The topic of the article is the way in which a human being can grasp its own body. The confrontation between Husserl's and Sartre's philosophy about meeting Another is my way of showing the radical change in our understanding of the problem of how we know our own body. According to Husserl both our psyche and body are given to us immediately. The body of Another is given to us by means of our own body. The psyche of Another is (...)
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  43. Empathy and Otherness.Kathleen Haney - 2009 - Journal of Philosophy: A Cross-Disciplinary Inquiry 4 (8):11-19.
    This reflection on the phenomenological analysis of empathy according to Edmund Husserl and Edith Stein suggests a basic structure for getting to know and retain other consciousness within a single unitary sphere of consciousness. Empathy provides the access to an other that does not absorb the other’s stream of consciousness. Rather, empathy is the possibility for the intersubjective intention of a shared world of space and time. Unless the I inculcates other consciousness within itself, the I cannot recognize itself as (...)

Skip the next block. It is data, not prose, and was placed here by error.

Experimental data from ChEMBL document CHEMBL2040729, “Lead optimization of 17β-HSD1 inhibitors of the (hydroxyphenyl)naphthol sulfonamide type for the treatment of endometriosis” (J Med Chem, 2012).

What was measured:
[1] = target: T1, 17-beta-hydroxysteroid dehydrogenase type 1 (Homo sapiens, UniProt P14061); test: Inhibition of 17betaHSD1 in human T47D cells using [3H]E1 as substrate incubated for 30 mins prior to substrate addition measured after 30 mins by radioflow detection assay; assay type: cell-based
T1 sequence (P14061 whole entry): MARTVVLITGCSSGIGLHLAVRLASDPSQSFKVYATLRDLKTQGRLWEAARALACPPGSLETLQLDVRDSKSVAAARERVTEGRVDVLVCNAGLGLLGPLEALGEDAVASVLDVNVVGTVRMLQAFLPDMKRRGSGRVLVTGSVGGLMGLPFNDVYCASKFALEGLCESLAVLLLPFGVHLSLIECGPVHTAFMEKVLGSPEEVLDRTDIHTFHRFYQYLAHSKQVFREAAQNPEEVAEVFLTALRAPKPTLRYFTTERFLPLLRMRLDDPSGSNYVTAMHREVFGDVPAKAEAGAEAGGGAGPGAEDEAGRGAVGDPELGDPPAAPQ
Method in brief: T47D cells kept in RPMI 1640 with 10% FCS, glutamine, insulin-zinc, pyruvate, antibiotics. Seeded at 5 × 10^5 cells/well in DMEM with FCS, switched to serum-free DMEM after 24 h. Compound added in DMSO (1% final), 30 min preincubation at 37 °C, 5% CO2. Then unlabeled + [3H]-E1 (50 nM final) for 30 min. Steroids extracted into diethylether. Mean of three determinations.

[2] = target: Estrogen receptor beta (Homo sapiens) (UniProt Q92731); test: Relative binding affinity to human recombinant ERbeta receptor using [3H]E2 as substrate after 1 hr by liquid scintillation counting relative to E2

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  44. Husserl’s Phenomenology: Knowledge, Objectivity and Others.James N. McGuirk - 2009 - International Journal of Philosophical Studies 17 (2):349-355.
  45. From Husserl to Levinas: The Role of Hyletic Data, Affection, Sensation and the Other in Temporality.Irina Poleshchuk - 2009 - Problemos 76:112-133.
    This article discloses the question of the pre-giveness of the other and alterity by analyzing and comparing the temporality of consciousness and the role of affection and sensation in Husserl and Levinas. I argue that within the intentional flow of consciousness one can find non-intentional structures, i.e. affection and hyletic data which mark a passivity of consciousness, break intentional act and welcome the other. While discussing the temporal structure of consciousness the special attention is given to the discussion of pra-impression.Keywords: (...)